According to research, about 65% of people would rather learn through infographics. And with the rise of digital media platforms, it looks like this number is going to go up from here.
But with the rise of visual learners, what happens to content creators such as blogging platforms? How do we grab and keep visual learners attention?
This is where writing tone comes in.
You don’t have to be a language guru to know that mastering personal tone in writing is everything. But how does one perfect personal writing tone when producing content? Here are some tips!

1. Read Your Content Out Loud

One of the worst mistakes when figuring out your tone in writing is using a voice that’s not yours. So many times writers will force a professional feel that makes readers feel distant and disconnected from the content.
Fortunately, there’s a way to be professional yet keep a personal tone in writing. Avoid using complicated language in order to express a simple point.
Consider the difference between “I had an appendectomy” and “I had my appendix removed.” The latter sentence doesn’t use complicated verbiage that will cause readers to drift off.

2. Drop Off Topic Tangents

If you want to master a personal tone in writing, delete all the off-topic tangents. Sometimes writing longer articles cause writers to steer off the topic on hand. If a reader clicks on your article, it’s because they want to hear more about it- not about your vacation in Aruba.

3. Descriptions And Details

The use of descriptions and details are going to be vital when trying to find the personal tone in writing. Let’s take, for instance, the difference between “in July” and “a humid July day”. While both of them convey the same message, one encourages the reader to feel. Adding even the smallest details to your content urges the reader to use their 5 senses when digesting your content.

4. Hello, Unconventional Beginnings

It’s no secret, no one uses “Once Upon A Time” to start stories anymore. And while it might have worked for us growing up, it’s time to start using not-so-traditional ways in order to begin your content.
Instead of starting from the beginning, why not start from the middle? If you’re producing fictional content, throw readers off by opening up the scene explaining how the murderer was struggling to leave the crime scene instead of the events leading up to the crime.

5. Use Modern-Day Language

According to recent research, 60% of young people do not read books. And while we can blame the rise of social media for this high percentage- we can also agree that relatable language isn’t always used.
For example, instead of using “She slipped on her patent leather shoes and adjusted her lipstick” consider “She slipped on her new red bottoms an adjusted her lipstick.”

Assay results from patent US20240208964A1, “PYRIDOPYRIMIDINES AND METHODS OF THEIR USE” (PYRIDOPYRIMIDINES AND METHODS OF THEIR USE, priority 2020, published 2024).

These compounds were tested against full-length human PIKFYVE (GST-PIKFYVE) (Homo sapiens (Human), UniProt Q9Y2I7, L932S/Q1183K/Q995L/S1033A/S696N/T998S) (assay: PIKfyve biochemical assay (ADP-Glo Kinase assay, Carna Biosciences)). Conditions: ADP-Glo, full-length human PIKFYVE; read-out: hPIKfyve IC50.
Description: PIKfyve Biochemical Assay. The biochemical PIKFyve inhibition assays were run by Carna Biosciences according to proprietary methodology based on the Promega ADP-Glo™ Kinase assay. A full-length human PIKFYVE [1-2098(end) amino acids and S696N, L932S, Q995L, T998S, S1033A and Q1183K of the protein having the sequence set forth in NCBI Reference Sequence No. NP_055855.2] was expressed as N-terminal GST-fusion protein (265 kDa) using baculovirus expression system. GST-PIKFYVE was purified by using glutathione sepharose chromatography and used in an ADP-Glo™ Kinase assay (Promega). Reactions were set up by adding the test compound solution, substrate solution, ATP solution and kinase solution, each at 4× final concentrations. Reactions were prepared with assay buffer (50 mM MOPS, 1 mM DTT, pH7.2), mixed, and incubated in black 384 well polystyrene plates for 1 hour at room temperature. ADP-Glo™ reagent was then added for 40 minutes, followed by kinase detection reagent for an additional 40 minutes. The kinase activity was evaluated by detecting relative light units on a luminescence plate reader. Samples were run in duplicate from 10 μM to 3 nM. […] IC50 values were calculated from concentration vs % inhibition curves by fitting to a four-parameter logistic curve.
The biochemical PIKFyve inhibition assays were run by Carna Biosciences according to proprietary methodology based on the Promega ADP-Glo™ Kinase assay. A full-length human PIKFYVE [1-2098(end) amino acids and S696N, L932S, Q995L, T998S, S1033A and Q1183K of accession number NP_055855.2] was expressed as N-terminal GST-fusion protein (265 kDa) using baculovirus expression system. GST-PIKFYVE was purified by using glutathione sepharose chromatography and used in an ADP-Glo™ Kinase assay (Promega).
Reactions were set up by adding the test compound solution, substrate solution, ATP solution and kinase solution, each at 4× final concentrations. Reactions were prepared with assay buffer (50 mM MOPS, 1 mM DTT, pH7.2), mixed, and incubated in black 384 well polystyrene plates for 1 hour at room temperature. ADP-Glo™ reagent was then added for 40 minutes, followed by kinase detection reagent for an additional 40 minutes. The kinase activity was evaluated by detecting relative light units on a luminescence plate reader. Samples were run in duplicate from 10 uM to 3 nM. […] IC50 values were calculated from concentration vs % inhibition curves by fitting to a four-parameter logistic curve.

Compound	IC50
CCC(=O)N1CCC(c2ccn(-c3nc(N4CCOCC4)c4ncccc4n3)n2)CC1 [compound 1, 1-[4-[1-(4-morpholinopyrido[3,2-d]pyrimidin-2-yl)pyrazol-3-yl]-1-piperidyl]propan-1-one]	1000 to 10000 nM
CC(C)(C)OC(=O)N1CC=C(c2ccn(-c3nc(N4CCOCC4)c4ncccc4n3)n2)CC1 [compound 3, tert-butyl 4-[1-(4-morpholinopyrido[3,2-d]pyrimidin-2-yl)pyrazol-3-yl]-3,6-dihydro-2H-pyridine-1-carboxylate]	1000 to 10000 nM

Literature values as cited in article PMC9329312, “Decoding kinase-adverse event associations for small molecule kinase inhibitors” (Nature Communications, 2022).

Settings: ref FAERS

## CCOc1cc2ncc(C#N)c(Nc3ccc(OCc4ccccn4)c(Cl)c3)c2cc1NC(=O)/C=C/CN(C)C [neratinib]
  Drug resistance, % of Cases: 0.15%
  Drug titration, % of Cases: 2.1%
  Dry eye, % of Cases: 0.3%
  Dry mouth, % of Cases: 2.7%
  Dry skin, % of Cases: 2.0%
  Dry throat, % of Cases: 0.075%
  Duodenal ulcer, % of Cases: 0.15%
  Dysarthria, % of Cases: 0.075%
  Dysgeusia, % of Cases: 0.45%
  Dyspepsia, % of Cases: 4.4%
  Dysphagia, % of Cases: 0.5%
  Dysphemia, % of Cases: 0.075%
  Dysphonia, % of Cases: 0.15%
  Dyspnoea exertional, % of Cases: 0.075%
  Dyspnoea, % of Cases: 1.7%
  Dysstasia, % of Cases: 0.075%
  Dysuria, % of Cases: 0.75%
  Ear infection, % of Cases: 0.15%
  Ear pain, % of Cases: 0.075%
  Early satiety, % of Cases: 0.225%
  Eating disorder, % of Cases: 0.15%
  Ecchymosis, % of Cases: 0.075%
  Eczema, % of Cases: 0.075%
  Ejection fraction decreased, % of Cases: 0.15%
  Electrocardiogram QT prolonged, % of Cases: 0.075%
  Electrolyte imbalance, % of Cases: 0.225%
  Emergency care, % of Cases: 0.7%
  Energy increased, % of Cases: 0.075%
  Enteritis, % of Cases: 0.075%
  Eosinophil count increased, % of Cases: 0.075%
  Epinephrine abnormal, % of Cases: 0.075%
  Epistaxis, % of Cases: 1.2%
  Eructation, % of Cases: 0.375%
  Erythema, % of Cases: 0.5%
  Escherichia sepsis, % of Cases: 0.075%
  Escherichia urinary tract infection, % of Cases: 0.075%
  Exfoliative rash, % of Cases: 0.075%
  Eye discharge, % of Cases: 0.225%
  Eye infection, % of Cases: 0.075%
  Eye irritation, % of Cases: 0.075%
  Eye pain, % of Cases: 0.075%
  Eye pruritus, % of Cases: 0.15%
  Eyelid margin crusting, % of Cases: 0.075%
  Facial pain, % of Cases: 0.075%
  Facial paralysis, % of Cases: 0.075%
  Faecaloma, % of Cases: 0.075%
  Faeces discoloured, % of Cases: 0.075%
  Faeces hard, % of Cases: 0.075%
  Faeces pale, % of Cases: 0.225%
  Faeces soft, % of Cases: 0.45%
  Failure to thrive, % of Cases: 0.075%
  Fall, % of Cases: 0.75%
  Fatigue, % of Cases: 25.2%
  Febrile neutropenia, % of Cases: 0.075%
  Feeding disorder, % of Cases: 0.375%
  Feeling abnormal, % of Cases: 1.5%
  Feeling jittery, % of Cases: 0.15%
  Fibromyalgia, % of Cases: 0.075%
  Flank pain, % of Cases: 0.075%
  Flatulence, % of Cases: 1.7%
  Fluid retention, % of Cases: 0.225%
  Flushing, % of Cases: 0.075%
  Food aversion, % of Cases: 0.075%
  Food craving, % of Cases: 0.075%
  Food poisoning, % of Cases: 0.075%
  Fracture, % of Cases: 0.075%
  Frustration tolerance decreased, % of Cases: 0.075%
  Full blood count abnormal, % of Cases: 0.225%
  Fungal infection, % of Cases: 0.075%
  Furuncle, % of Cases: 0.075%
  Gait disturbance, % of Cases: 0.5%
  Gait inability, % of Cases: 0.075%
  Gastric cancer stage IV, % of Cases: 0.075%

Even though the sentences are similar, one adds a sense of contemporary language that the audience can grasp.

6. Keep Audience In Mind

When it comes to perfecting a personal tone in writing, you’re always going to want to keep your demographic in mind. Even though most writers and content creators are used to using generic tones everyone could relate to, using target language is key.
While some sites function well with “dude/bro” language others work better with humor and lightheartedness. Keep your audience in mind.

7. Don’t Use Language That Isn’t Yours

One of the most common mistakes of modern-day content creators is stealing language that isn’t their own. When they see a similar blog doing well, they begin copying color themes, picture setups, and language. They see the success of another and automatically lose themselves in the process of trying to achieve that success.
Always remember that an audience can always tell if you’re bluffing. While they might not necessarily call you’re bluff, they can tell if you’re using borrowed language.

8. Branding

While both the New York Times and The ShadeRoom are fairly successful blogs, they both extremely different when it comes to branding. One thing that you always want to be aware of is carrying your branding tone throughout all your articles.
Because your tone in writing is going to be the first line of defense when it comes to your brand, readers will be able to tell what kind of educational and cultural background you come from within the first couple of lines.

9. Keep It Real

Lastly, if you want to perfect personal tone when writing your articles – just keep it real. A lot of times readers fall into the dreading habit of adding fluff to their content in order to steer away from what they really want to say.
Let’s take authors Josh Richman and Anish Sheth for instance. Even though they’ve both spent many years of their lives studying medicine in prestigious universities- they wrote a book that sold thousands of copies across the country.
The title? “What’s Your Poo Telling You?”
And while this may seem a bit informal to most, both Gastroenterologists used a common language in order to help readers relate to a common problem. While they could have easily used scholarly jargon in order to convey their message, they took a lighter approach that sold them thousands.

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